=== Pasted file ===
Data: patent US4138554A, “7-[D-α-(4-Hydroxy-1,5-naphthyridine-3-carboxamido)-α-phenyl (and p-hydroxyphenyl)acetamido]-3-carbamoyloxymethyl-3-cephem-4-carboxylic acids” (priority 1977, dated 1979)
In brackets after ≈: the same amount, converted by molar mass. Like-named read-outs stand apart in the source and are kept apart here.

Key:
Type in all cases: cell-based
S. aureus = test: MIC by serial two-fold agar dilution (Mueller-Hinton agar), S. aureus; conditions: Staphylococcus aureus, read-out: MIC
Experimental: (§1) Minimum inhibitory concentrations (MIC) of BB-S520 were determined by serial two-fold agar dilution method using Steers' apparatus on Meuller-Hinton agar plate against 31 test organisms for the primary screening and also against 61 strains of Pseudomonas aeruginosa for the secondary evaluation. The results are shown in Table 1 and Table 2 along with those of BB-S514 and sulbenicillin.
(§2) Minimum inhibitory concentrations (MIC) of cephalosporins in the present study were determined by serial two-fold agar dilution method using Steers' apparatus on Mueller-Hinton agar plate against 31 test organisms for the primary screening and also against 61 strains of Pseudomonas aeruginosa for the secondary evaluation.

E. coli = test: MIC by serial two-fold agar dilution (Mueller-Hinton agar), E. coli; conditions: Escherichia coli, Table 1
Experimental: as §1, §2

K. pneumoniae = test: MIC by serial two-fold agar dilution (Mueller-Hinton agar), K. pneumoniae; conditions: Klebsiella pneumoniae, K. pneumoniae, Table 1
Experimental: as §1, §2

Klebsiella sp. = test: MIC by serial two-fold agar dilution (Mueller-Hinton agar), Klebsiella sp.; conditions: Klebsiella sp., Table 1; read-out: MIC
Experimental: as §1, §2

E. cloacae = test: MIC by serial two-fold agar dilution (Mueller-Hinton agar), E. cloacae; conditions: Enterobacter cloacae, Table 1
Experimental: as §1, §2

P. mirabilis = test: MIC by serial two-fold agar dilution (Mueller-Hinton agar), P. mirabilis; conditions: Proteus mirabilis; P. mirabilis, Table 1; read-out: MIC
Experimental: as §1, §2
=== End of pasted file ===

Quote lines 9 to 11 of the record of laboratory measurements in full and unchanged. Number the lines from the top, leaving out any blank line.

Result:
Experimental: as §1, §2

K. pneumoniae = test: MIC by serial two-fold agar dilution (Mueller-Hinton agar), K. pneumoniae; conditions: Klebsiella pneumoniae, K. pneumoniae, Table 1
Experimental: as §1, §2